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Japanese regulator says banks should keep role in determining lending risks 

May 11, 2016

Huw Jones, Reuters

A move by banking regulators to curb the ability of banks to assess for themselves their lending risks could backfire if as a result they lose the incentive to reduce those risks in order to cut the amount of capital they must hold as a buffer against possible defaults, a senior Japanese regulator said on Monday.

The Basel Committee of banking supervisors from nearly 30 countries is adding the finishing touches to the new rules on capital requirements introduced after the financial crisis.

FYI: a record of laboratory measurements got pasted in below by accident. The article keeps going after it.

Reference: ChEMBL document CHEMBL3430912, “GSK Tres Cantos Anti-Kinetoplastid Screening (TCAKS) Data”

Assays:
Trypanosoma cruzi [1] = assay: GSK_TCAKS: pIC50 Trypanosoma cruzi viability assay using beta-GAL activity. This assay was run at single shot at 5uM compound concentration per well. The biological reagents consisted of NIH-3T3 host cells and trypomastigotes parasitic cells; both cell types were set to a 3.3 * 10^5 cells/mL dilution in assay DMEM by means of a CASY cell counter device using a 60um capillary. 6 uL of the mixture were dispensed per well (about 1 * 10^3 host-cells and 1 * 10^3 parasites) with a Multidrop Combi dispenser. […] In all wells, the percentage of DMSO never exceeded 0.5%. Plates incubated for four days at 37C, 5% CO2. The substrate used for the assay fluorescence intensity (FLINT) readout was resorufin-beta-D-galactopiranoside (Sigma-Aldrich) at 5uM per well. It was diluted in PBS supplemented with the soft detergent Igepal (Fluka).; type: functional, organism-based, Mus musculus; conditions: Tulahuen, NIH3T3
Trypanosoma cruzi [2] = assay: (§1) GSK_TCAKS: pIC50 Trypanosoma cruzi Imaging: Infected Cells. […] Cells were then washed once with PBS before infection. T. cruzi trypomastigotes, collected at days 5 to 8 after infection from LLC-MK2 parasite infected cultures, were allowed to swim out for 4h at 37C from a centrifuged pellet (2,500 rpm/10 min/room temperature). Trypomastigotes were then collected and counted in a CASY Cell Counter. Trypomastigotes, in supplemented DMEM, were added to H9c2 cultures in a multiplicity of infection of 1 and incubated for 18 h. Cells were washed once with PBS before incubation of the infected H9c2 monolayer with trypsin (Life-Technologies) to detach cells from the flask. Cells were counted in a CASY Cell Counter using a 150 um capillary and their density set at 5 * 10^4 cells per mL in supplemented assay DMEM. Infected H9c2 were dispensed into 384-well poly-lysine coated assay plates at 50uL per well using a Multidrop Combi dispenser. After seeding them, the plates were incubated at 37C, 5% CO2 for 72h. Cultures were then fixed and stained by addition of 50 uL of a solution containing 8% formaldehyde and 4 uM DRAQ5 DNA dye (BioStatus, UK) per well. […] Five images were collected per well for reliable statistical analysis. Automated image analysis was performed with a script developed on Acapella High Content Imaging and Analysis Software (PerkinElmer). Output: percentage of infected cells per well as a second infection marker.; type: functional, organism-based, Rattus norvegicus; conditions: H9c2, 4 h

This includes restrictions on the models big banks use to calculate the total amount of risky lending they hold on their books in order to determine how much core equity capital they need to hold to survive another financial crisis.

Banks say this could make lending harder as it would amount to a higher "Basel IV" capital requirement compared with the demands made under the Basel III accord introduced after the 2007-2009 crisis.

Shunsuke Shirakawa, deputy commissioner for international affairs at Japan's Financial Services Agency, said forcing lenders to use standard methods for totting up their risks could sacrifice banks' incentives to improve risk management. Read more

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